Monday notes

Firefighters on ice

Firefighters train at the Belle Haven Marina on Friday.

Firefighters train for ice rescues

With record-low temperatures leaving everything from the Potomac River to small ponds frozen, people have taken to walking and playing on frozen surfaces around the area — much to the chagrin of local fire departments. The Fairfax Fire and Rescue Department is among those imploring people to stay off of frozen surfaces, and to underscore the point they pictures of fireman from the Penn Daw station training for ice rescues at the Belle Haven Marina on Friday.

“While we remain hopeful that no residents will tempt fate and attempt to walk or skate on thin ice, we need to ensure we are ready to respond,” the fire department said.

See more pics on the Fairfax Fire and Rescue website

Wagner misses Olympics

Ashley Wagner, a 2009 graduate of West Potomac High School, fell just short of making next month’s Winter Olympics in South Korea.

Wagner, 26, finished fourth overall at the U.S. Figure Skating Championships on Friday. That placement didn’t necessarily mean that Wagner, who helped lead the U.S. team to a bronze medal in the 2014 Olympics, would not be picked for the national team. But, in a somewhat unexpected move according USA Today figure columnist Christine Brennan, the committee responsible for picking the U.S. women’s team left Wagner off the roster. 

Read Brennan’s full analysis here.

General Assembly preview

With the Virginia General Assembly set to convene on Wednesday, Richmond Highway-area state legislators will focus on issues ranging from coal ash cleanup to marijuana decriminalization. The session will also be the first for Del. Kathy Tran, the first Asian-American woman legislator in the state’s history. Tran’s district includes part of the Mount Vernon area.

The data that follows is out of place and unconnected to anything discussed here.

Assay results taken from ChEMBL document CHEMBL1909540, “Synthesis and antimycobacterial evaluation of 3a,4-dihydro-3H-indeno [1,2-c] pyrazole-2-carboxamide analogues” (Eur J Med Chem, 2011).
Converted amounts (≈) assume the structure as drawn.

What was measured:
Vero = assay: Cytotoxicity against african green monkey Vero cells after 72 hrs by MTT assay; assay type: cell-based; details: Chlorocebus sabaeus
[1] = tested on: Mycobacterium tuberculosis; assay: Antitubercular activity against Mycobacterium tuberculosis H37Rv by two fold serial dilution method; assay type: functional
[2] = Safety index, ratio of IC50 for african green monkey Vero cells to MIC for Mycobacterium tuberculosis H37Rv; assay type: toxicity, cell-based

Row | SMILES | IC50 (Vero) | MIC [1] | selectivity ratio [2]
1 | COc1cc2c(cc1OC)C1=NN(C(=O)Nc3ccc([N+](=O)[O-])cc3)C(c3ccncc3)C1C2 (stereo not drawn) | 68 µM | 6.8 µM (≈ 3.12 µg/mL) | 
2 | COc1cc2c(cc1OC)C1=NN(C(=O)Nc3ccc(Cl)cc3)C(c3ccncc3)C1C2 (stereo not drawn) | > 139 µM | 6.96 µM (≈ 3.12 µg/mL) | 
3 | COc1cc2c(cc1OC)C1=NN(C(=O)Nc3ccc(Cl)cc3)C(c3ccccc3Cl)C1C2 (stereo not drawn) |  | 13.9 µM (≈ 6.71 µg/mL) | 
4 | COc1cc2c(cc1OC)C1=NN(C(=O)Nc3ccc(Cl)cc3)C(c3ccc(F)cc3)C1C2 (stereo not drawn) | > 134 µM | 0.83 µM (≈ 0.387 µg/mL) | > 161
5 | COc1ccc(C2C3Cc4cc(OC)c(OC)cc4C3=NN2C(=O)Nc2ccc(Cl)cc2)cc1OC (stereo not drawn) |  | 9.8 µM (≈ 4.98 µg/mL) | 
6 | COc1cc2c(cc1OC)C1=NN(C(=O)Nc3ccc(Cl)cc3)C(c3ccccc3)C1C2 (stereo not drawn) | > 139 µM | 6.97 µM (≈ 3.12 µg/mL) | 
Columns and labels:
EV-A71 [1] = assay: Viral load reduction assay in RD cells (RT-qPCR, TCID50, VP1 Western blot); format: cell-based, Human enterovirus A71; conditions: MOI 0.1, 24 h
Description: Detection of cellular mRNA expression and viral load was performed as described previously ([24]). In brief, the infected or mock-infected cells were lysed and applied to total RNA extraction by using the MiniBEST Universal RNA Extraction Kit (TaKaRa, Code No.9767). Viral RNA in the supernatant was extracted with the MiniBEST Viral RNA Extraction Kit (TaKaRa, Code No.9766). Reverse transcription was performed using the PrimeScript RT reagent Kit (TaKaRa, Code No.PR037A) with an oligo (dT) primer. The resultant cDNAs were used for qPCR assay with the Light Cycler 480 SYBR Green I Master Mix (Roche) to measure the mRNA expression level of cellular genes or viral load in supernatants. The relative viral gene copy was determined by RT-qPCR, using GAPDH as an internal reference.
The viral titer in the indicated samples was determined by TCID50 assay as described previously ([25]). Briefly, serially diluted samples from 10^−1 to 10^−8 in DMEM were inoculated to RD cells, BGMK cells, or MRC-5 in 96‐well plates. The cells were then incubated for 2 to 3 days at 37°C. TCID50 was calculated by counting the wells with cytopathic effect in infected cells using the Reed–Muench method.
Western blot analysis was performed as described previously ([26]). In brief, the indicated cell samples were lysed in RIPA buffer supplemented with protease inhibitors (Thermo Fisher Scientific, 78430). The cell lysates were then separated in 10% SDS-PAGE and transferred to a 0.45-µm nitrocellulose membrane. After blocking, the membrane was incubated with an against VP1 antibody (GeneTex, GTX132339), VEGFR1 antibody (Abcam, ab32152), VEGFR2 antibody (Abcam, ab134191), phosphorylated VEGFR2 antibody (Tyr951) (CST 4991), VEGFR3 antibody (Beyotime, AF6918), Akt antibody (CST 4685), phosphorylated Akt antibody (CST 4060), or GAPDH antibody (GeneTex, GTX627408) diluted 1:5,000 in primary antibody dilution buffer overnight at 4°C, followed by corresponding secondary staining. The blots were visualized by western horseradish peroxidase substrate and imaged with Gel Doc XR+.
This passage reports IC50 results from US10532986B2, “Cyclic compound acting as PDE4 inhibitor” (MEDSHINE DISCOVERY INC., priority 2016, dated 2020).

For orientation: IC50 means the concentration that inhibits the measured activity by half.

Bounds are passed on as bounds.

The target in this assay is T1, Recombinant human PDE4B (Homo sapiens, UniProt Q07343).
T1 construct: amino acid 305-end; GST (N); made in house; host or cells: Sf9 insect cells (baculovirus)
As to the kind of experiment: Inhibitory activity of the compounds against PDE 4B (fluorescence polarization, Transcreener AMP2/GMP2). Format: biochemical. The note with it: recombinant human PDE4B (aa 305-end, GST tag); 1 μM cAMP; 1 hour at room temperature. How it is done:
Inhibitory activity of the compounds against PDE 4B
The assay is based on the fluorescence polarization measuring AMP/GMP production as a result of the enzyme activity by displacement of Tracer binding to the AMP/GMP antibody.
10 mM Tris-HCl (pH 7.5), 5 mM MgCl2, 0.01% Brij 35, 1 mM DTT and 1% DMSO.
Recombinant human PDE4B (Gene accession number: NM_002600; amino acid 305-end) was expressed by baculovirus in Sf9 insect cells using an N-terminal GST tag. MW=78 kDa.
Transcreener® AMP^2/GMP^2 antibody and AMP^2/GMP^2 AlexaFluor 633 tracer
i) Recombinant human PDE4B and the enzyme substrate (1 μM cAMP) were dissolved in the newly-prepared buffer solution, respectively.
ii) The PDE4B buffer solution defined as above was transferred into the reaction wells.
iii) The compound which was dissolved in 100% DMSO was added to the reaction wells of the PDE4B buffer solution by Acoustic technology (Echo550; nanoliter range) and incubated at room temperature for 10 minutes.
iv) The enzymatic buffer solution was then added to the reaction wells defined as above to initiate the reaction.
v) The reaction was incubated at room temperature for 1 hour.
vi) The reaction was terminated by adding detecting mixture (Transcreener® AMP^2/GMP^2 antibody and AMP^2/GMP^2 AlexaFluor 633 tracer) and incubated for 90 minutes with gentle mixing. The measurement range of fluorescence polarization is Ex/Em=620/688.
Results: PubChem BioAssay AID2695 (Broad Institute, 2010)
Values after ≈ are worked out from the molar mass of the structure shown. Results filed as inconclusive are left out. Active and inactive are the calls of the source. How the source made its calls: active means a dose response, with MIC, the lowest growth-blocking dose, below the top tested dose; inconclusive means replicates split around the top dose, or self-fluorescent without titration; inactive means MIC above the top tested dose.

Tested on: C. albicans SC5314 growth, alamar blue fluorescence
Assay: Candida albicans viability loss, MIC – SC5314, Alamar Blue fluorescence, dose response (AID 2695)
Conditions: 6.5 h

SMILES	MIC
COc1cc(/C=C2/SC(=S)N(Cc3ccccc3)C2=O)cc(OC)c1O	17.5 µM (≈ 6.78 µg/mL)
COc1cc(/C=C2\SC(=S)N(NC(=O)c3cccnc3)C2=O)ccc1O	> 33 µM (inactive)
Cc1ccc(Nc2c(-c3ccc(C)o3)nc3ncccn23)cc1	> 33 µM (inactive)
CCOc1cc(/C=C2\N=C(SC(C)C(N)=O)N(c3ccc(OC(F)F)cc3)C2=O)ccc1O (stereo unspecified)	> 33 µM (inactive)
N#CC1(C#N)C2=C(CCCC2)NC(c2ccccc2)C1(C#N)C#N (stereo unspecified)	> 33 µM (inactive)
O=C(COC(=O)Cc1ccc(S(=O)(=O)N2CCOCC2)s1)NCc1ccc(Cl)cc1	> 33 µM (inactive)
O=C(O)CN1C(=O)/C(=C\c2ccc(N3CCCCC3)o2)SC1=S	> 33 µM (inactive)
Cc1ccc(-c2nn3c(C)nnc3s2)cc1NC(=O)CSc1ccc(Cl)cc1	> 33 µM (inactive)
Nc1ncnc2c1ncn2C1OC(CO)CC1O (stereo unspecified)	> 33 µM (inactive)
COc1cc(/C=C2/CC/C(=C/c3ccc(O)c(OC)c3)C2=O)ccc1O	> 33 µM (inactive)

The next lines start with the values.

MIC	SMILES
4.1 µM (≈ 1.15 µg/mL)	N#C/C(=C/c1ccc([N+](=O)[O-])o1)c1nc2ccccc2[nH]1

Michael Lee Pope goes over the major changes in the assembly’s makeup following November’s election, and breaks down the priorities of local pols over at ConnectionNewspapers.com.

Krizek targets Jim Crow-era laws

Del. Paul Krizek, whose 44th district covers the majority of the Richmond Highway area, wants to pass legislation that would close loopholes in Virginia’s minimum wage laws. One of those loopholes includes exceptions that allow many workers in service jobs — including domestic help, farm laborers, shoeshine boys, golf course caddies and concession workers — to be paid less.

Krizek says the language of those laws were written in the past to unfairly target African American workers, and wants them — as well as other exceptions to the minimum wage — to be eliminated. Read more about Krizek’s proposals on WVTF.com.

Richmond Highway transportation history

Local blogger Jay Roberts has begun a multi-part series chronically the history of southeast Fairfax County’s roads. He started this weekend with an introduction to the series and a look at the earliest roads in this area.

Read more on Jaybird’s Jottings.

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